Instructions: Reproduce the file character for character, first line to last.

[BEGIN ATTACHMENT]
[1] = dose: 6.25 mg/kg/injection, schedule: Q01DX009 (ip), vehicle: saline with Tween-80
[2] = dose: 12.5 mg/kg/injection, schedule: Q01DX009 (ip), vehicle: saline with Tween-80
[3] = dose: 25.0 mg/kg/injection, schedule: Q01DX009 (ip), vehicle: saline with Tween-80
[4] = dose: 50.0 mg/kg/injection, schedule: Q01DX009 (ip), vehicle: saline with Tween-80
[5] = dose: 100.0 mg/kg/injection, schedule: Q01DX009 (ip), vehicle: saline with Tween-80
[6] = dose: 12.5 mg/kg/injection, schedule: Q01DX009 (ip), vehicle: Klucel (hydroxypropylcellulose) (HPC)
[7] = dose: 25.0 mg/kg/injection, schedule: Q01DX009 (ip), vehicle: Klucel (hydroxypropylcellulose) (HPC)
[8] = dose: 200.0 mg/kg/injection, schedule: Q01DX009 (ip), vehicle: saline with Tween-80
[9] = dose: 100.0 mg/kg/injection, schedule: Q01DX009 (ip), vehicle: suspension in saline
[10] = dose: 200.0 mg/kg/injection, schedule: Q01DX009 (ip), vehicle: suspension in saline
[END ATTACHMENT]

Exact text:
[1] = dose: 6.25 mg/kg/injection, schedule: Q01DX009 (ip), vehicle: saline with Tween-80
[2] = dose: 12.5 mg/kg/injection, schedule: Q01DX009 (ip), vehicle: saline with Tween-80
[3] = dose: 25.0 mg/kg/injection, schedule: Q01DX009 (ip), vehicle: saline with Tween-80
[4] = dose: 50.0 mg/kg/injection, schedule: Q01DX009 (ip), vehicle: saline with Tween-80
[5] = dose: 100.0 mg/kg/injection, schedule: Q01DX009 (ip), vehicle: saline with Tween-80
[6] = dose: 12.5 mg/kg/injection, schedule: Q01DX009 (ip), vehicle: Klucel (hydroxypropylcellulose) (HPC)
[7] = dose: 25.0 mg/kg/injection, schedule: Q01DX009 (ip), vehicle: Klucel (hydroxypropylcellulose) (HPC)
[8] = dose: 200.0 mg/kg/injection, schedule: Q01DX009 (ip), vehicle: saline with Tween-80
[9] = dose: 100.0 mg/kg/injection, schedule: Q01DX009 (ip), vehicle: suspension in saline
[10] = dose: 200.0 mg/kg/injection, schedule: Q01DX009 (ip), vehicle: suspension in saline